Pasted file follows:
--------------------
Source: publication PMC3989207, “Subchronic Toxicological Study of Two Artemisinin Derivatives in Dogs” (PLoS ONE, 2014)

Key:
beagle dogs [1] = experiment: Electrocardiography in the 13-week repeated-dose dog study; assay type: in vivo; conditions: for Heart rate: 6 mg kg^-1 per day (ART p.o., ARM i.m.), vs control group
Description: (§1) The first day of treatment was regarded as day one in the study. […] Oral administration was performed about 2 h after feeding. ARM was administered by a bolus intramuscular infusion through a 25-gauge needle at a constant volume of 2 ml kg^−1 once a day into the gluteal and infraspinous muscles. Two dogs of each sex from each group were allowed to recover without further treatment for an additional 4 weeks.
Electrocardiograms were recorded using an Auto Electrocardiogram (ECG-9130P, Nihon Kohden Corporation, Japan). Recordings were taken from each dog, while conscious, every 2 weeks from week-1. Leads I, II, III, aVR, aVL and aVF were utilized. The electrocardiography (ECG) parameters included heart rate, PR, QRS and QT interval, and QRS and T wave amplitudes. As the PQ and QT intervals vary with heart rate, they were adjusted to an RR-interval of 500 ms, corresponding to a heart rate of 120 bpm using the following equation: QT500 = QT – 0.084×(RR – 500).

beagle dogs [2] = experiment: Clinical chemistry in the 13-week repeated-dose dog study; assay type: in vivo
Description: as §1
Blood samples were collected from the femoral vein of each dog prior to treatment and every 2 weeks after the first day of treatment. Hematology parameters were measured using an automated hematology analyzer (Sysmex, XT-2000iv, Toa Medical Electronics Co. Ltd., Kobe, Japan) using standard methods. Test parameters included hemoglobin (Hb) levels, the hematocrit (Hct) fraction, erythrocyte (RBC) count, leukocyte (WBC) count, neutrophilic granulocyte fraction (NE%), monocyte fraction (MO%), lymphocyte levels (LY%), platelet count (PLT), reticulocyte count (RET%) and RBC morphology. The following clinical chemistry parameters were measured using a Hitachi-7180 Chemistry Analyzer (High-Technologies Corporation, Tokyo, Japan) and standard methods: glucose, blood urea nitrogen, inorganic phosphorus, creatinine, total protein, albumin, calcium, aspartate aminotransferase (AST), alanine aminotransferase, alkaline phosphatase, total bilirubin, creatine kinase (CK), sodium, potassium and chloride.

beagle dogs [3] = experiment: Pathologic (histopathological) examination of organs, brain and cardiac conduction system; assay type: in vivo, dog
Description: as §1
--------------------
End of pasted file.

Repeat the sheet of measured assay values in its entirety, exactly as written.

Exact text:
Source: publication PMC3989207, “Subchronic Toxicological Study of Two Artemisinin Derivatives in Dogs” (PLoS ONE, 2014)

Key:
beagle dogs [1] = experiment: Electrocardiography in the 13-week repeated-dose dog study; assay type: in vivo; conditions: for Heart rate: 6 mg kg^-1 per day (ART p.o., ARM i.m.), vs control group
Description: (§1) The first day of treatment was regarded as day one in the study. […] Oral administration was performed about 2 h after feeding. ARM was administered by a bolus intramuscular infusion through a 25-gauge needle at a constant volume of 2 ml kg^−1 once a day into the gluteal and infraspinous muscles. Two dogs of each sex from each group were allowed to recover without further treatment for an additional 4 weeks.
Electrocardiograms were recorded using an Auto Electrocardiogram (ECG-9130P, Nihon Kohden Corporation, Japan). Recordings were taken from each dog, while conscious, every 2 weeks from week-1. Leads I, II, III, aVR, aVL and aVF were utilized. The electrocardiography (ECG) parameters included heart rate, PR, QRS and QT interval, and QRS and T wave amplitudes. As the PQ and QT intervals vary with heart rate, they were adjusted to an RR-interval of 500 ms, corresponding to a heart rate of 120 bpm using the following equation: QT500 = QT – 0.084×(RR – 500).

beagle dogs [2] = experiment: Clinical chemistry in the 13-week repeated-dose dog study; assay type: in vivo
Description: as §1
Blood samples were collected from the femoral vein of each dog prior to treatment and every 2 weeks after the first day of treatment. Hematology parameters were measured using an automated hematology analyzer (Sysmex, XT-2000iv, Toa Medical Electronics Co. Ltd., Kobe, Japan) using standard methods. Test parameters included hemoglobin (Hb) levels, the hematocrit (Hct) fraction, erythrocyte (RBC) count, leukocyte (WBC) count, neutrophilic granulocyte fraction (NE%), monocyte fraction (MO%), lymphocyte levels (LY%), platelet count (PLT), reticulocyte count (RET%) and RBC morphology. The following clinical chemistry parameters were measured using a Hitachi-7180 Chemistry Analyzer (High-Technologies Corporation, Tokyo, Japan) and standard methods: glucose, blood urea nitrogen, inorganic phosphorus, creatinine, total protein, albumin, calcium, aspartate aminotransferase (AST), alanine aminotransferase, alkaline phosphatase, total bilirubin, creatine kinase (CK), sodium, potassium and chloride.

beagle dogs [3] = experiment: Pathologic (histopathological) examination of organs, brain and cardiac conduction system; assay type: in vivo, dog
Description: as §1